Honolulu Civil Beat has been having a field day with poor association management and the latest involves the Makaha Surfside. The owners in the complex learned that $300,000 has been embezzled from the association over the last couple of years from fraudulent payments to vendors that have not performed the work. These payments were related to “planned” projects that have not been performed. A discrepancy was found in a routine financial audit in March after a few individual owners raised questions about potential management and financial irregularities. In what seems to be standard practice these days, the board resisted addressing the individual owners’ concerns and the owners persisted in their questions. The board finally raised the matter to the president of Hawaiian Properties who pegged the theft at $339,364.83, the largest known loss in Hawaii. Hawaiian Properties did reimburse the association in full and paid for the association’s attorney fees. This latest incident serves as a reminder for owners to review the annual financial statements and ask questions if expenses don’t fall in line with the forecasted costs of approved projects.
1,400 Lahaina evacuees face an uncertain future at their current temporary lodgings as short-term rental communities desire to reopen to visitors clashes with the displaced residents’ desires to keep a roof over their heads. The Red Cross signed short-term leases, and some expire October 31st while other evacuees have been told that they can stay through Thanksgiving. The Red Cross is currently looking for new accommodations for the residents currently housed in the vacation rental communities.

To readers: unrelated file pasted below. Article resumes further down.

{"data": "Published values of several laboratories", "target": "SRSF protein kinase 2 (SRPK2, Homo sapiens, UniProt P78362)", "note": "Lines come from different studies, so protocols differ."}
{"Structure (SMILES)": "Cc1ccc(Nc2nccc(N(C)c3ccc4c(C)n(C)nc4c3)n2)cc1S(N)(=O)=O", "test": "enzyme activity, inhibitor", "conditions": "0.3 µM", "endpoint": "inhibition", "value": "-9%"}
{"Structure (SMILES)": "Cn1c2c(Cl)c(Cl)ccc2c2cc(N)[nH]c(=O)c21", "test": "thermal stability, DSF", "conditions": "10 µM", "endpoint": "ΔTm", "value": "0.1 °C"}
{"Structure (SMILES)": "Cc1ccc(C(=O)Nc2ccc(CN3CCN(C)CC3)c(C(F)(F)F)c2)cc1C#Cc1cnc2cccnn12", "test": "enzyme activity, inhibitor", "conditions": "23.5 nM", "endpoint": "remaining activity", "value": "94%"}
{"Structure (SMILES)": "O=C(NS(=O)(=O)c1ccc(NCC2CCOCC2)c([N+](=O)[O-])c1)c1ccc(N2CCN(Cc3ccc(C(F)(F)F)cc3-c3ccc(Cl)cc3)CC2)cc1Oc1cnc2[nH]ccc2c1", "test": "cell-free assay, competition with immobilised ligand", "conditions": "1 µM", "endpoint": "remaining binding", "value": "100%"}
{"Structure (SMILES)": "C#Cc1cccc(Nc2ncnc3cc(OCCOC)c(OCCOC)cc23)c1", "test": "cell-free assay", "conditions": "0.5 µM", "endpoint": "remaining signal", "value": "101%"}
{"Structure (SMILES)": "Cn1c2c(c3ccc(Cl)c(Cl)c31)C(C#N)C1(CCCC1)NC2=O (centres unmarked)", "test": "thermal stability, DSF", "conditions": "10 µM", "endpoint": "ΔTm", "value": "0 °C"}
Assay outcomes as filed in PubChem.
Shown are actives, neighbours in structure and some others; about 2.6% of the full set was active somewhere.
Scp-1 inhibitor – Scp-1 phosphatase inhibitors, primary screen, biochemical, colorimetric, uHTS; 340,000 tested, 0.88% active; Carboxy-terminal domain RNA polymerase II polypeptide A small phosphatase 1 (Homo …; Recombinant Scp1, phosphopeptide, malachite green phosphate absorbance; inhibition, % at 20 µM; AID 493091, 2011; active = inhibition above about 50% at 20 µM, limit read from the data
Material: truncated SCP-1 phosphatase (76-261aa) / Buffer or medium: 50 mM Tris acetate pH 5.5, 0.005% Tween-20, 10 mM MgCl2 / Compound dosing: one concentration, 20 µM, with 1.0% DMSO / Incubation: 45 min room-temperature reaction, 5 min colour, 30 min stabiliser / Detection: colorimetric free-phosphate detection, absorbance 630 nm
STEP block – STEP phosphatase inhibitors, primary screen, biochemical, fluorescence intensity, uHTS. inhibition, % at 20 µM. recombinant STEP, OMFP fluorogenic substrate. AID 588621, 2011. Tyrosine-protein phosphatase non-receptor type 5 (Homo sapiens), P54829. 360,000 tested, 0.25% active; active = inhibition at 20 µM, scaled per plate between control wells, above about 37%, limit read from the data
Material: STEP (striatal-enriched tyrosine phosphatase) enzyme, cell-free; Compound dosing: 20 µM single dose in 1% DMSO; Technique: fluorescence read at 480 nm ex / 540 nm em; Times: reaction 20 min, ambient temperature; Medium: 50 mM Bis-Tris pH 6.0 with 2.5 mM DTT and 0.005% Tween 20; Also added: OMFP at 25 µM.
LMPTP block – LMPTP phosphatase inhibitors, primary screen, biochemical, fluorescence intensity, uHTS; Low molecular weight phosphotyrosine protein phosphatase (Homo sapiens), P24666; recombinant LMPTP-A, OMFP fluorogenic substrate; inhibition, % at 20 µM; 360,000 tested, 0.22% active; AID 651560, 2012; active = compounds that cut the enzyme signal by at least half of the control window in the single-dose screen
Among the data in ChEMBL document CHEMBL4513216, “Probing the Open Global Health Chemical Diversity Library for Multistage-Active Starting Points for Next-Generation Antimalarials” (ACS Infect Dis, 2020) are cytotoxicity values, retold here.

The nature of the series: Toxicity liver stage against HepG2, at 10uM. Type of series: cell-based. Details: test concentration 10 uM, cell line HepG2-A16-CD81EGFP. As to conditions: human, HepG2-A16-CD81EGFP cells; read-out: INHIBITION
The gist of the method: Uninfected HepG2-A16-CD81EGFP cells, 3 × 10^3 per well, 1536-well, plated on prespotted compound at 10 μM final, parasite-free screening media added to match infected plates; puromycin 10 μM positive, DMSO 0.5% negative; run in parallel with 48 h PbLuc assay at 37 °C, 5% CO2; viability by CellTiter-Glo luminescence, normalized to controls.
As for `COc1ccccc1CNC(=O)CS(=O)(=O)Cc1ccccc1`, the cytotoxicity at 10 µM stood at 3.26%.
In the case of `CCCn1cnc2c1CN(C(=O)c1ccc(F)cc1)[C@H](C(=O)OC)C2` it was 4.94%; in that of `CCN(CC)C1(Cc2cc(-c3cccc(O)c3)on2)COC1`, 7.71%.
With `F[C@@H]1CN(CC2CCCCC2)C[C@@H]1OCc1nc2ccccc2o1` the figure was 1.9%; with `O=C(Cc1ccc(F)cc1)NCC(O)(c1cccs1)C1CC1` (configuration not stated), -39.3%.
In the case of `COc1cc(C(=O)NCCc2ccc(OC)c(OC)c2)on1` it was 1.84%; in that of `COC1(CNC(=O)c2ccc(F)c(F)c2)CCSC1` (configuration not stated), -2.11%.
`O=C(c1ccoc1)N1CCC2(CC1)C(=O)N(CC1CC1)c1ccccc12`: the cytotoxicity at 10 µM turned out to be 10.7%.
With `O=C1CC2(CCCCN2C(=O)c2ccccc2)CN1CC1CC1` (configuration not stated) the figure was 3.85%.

After two years and $7.8 million, the state is scrapping its effort to replace its 50-year-old Enterprise Financial System because the contractor could not meet the cost, schedule, or performance parameters because the state and contractor disagreed on the requirements. Essentially, the state wanted a custom software package to support its “unique business practices” instead of using an off-the-shelf version of the software. One vendor complained a major part of the problem is the state buys systems that have succeeded elsewhere and demand so many modifications the system becomes unworkable. Software companies build software around best-known practices and most customization is a result of an organization’s resistance to change even when that change will improve operational performance. The same contractor is struggling to implement a new software solution for the Department of Transportation who is also requiring extensive customization. The state of Hawaii’s bureaucratic mindset has resulted in its failed Unemployment Benefits software. The state is currently struggling to process 2,200 applications for federal disaster unemployment assistance of which 500 have been approved and a backlog of 15,161 regular unemployment claims of which 8,731 are currently being paid.
The U.S. Navy is building the next USS Arizona, a Virginia-class fast attack submarine whose keel was laid on the anniversary of the Pearl Harbor attack, December 7, 2022. The Arizona will be based in Groton, CT when the shipyard completes construction.